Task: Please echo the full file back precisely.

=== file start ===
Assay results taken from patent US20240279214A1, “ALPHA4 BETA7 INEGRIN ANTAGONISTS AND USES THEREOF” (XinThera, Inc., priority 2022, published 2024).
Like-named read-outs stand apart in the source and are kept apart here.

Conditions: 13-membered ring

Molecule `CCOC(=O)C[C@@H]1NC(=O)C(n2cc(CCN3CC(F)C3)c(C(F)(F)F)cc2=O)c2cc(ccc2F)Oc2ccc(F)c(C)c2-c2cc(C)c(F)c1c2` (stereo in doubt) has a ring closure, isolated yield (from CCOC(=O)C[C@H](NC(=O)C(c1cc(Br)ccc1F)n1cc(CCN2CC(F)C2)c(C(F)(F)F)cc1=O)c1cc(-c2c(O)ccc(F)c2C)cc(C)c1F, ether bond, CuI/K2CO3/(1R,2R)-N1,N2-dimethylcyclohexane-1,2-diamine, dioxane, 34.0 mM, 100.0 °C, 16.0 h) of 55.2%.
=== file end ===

Assay results taken from patent US20240279214A1, “ALPHA4 BETA7 INEGRIN ANTAGONISTS AND USES THEREOF” (XinThera, Inc., priority 2022, published 2024).
Like-named read-outs stand apart in the source and are kept apart here.

Conditions: 13-membered ring

Molecule `CCOC(=O)C[C@@H]1NC(=O)C(n2cc(CCN3CC(F)C3)c(C(F)(F)F)cc2=O)c2cc(ccc2F)Oc2ccc(F)c(C)c2-c2cc(C)c(F)c1c2` (stereo in doubt) has a ring closure, isolated yield (from CCOC(=O)C[C@H](NC(=O)C(c1cc(Br)ccc1F)n1cc(CCN2CC(F)C2)c(C(F)(F)F)cc1=O)c1cc(-c2c(O)ccc(F)c2C)cc(C)c1F, ether bond, CuI/K2CO3/(1R,2R)-N1,N2-dimethylcyclohexane-1,2-diamine, dioxane, 34.0 mM, 100.0 °C, 16.0 h) of 55.2%.